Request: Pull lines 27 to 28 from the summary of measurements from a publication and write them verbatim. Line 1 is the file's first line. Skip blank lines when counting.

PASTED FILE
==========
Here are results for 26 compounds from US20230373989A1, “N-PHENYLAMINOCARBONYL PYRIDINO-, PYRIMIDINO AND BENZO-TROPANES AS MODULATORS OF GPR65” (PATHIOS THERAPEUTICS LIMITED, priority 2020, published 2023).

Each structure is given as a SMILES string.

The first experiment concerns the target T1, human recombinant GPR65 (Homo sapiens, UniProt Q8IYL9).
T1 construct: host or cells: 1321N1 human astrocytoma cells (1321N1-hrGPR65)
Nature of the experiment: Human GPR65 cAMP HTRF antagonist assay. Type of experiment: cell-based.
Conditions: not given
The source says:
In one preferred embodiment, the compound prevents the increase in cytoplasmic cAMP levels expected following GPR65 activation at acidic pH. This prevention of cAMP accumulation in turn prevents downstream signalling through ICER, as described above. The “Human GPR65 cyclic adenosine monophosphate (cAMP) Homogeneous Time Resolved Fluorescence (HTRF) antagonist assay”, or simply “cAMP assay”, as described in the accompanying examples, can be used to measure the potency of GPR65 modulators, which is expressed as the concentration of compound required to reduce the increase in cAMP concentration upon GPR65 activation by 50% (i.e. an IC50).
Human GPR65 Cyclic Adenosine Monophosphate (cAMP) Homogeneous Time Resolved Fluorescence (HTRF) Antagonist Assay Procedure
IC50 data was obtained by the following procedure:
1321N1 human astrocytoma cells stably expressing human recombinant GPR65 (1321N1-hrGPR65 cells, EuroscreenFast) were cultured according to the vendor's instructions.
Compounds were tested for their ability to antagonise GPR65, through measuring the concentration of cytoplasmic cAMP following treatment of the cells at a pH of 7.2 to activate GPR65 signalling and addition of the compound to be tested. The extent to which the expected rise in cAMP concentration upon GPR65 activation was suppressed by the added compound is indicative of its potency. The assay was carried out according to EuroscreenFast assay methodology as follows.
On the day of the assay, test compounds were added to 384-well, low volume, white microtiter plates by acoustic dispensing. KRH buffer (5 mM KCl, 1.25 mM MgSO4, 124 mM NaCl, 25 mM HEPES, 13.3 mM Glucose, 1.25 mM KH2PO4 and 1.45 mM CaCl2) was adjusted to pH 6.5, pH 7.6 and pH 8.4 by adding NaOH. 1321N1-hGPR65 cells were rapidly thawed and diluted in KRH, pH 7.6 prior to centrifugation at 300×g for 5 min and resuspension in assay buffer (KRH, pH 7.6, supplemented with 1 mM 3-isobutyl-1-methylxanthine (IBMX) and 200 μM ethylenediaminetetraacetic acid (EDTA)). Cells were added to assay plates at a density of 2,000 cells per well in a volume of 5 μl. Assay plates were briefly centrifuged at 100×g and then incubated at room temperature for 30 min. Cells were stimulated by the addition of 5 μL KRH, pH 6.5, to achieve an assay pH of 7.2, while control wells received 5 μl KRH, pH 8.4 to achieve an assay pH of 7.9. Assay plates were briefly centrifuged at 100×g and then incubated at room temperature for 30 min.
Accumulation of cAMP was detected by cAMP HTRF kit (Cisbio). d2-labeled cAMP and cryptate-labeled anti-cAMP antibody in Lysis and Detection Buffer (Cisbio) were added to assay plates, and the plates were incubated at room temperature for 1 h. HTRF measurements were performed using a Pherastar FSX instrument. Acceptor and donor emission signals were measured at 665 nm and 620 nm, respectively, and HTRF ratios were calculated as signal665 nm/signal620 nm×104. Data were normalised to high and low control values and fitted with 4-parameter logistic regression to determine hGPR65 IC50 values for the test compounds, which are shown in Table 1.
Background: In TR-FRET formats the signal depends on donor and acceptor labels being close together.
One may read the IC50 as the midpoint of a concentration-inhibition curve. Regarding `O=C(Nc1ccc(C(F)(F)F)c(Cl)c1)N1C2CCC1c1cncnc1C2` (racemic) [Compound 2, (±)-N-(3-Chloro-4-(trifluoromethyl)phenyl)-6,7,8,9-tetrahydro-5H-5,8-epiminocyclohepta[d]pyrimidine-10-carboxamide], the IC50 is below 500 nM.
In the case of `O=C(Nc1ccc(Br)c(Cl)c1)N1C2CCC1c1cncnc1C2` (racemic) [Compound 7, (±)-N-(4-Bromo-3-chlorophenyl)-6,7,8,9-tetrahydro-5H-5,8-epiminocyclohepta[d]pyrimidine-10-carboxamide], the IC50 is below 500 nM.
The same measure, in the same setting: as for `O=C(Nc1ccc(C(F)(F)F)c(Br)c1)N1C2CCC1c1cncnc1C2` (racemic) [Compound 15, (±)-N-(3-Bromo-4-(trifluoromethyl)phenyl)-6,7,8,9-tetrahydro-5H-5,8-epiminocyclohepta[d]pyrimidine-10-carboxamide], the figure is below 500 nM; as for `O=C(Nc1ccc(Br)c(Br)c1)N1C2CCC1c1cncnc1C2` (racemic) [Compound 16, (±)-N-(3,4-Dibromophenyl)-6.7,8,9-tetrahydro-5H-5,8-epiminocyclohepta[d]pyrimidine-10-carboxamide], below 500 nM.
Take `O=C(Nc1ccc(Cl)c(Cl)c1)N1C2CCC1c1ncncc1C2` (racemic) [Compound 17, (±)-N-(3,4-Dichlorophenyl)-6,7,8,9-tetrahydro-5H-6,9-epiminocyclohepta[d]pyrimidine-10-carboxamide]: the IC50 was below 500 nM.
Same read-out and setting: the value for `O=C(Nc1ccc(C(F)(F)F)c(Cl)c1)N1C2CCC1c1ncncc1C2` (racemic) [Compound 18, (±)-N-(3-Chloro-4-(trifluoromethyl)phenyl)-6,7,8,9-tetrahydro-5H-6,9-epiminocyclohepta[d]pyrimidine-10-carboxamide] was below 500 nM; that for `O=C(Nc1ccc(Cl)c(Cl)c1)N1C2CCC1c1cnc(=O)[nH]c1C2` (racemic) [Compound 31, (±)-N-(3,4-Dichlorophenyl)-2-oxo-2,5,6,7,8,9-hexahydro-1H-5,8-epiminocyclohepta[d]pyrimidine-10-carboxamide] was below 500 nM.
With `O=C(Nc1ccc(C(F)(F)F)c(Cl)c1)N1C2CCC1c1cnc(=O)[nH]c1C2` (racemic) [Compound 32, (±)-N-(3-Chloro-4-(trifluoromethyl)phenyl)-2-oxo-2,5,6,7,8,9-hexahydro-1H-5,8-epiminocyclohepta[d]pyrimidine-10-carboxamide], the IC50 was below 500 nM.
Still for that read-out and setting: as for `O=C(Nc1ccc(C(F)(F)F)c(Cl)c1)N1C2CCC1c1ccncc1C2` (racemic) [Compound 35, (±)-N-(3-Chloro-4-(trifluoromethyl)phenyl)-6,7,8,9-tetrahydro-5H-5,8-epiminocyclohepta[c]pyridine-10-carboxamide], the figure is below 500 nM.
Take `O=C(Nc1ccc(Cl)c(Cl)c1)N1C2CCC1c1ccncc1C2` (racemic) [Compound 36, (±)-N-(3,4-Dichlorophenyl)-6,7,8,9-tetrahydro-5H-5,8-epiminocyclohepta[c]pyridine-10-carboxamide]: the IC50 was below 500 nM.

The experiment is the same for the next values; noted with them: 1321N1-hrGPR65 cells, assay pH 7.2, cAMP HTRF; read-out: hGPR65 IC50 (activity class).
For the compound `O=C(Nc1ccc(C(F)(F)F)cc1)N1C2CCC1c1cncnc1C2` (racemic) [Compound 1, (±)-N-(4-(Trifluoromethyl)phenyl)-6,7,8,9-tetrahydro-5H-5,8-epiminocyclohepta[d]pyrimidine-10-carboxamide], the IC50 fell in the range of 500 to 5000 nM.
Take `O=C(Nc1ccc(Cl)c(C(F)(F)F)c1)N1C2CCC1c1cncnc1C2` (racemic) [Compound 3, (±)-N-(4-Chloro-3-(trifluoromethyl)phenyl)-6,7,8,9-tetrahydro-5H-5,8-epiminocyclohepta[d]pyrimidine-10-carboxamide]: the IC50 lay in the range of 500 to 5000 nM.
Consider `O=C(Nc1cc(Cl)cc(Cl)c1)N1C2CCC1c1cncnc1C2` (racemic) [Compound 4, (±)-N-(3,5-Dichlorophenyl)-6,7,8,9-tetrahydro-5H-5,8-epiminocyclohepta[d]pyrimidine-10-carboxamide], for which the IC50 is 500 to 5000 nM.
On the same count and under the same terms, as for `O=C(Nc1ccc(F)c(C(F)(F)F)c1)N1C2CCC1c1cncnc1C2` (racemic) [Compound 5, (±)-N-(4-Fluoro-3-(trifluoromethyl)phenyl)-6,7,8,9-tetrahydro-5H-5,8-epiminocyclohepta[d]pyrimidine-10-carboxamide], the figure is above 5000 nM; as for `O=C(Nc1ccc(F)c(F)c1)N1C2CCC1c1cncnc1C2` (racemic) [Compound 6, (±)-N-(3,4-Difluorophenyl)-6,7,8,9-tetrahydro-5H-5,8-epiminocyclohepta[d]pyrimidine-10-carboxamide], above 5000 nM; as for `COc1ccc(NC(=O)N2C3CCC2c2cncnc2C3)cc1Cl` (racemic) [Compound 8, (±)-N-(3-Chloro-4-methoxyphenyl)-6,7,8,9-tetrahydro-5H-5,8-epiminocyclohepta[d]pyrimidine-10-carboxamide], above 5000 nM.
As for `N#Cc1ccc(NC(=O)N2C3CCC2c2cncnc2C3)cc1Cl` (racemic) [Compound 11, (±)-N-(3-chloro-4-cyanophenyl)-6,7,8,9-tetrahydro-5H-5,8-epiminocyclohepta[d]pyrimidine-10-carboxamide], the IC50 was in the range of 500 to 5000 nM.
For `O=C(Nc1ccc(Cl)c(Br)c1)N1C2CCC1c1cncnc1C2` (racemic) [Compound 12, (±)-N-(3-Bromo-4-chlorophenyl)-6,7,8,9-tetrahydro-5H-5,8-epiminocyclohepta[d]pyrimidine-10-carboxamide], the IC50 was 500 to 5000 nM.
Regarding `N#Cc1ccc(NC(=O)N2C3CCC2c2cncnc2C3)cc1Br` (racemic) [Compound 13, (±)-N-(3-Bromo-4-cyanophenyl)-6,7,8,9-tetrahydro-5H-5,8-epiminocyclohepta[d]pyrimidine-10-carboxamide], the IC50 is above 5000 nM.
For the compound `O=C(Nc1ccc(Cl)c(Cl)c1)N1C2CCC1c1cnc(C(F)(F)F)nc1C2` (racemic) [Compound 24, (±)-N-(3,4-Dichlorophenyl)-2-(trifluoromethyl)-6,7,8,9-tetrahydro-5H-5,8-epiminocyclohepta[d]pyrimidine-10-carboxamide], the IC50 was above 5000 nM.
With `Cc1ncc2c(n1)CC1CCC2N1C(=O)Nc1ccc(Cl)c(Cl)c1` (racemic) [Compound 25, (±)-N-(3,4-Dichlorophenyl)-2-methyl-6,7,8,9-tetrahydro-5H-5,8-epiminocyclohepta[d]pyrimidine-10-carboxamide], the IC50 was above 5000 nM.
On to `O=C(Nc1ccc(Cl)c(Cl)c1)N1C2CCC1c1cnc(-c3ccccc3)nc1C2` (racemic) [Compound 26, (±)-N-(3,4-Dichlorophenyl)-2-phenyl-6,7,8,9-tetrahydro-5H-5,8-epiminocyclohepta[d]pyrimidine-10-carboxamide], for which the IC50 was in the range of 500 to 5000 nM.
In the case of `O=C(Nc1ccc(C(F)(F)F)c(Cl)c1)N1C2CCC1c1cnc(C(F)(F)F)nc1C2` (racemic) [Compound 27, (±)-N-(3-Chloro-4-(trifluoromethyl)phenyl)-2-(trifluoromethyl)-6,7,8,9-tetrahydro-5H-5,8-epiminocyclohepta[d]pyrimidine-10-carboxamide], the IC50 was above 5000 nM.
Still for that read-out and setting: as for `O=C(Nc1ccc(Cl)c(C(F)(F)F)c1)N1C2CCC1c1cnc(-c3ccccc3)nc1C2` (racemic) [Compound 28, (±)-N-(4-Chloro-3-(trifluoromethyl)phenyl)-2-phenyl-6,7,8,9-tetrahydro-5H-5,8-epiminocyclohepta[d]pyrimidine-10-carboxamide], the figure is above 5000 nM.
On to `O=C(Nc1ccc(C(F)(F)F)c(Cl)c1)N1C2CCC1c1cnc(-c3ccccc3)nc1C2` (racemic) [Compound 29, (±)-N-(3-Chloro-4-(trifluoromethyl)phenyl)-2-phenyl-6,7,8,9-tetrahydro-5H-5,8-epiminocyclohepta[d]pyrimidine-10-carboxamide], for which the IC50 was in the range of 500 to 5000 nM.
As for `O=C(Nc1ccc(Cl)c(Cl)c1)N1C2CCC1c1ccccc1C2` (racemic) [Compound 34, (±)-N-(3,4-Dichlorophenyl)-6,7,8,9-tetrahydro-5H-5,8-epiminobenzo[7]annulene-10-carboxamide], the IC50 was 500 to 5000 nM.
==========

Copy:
Consider `O=C(Nc1cc(Cl)cc(Cl)c1)N1C2CCC1c1cncnc1C2` (racemic) [Compound 4, (±)-N-(3,5-Dichlorophenyl)-6,7,8,9-tetrahydro-5H-5,8-epiminocyclohepta[d]pyrimidine-10-carboxamide], for which the IC50 is 500 to 5000 nM.
On the same count and under the same terms, as for `O=C(Nc1ccc(F)c(C(F)(F)F)c1)N1C2CCC1c1cncnc1C2` (racemic) [Compound 5, (±)-N-(4-Fluoro-3-(trifluoromethyl)phenyl)-6,7,8,9-tetrahydro-5H-5,8-epiminocyclohepta[d]pyrimidine-10-carboxamide], the figure is above 5000 nM; as for `O=C(Nc1ccc(F)c(F)c1)N1C2CCC1c1cncnc1C2` (racemic) [Compound 6, (±)-N-(3,4-Difluorophenyl)-6,7,8,9-tetrahydro-5H-5,8-epiminocyclohepta[d]pyrimidine-10-carboxamide], above 5000 nM; as for `COc1ccc(NC(=O)N2C3CCC2c2cncnc2C3)cc1Cl` (racemic) [Compound 8, (±)-N-(3-Chloro-4-methoxyphenyl)-6,7,8,9-tetrahydro-5H-5,8-epiminocyclohepta[d]pyrimidine-10-carboxamide], above 5000 nM.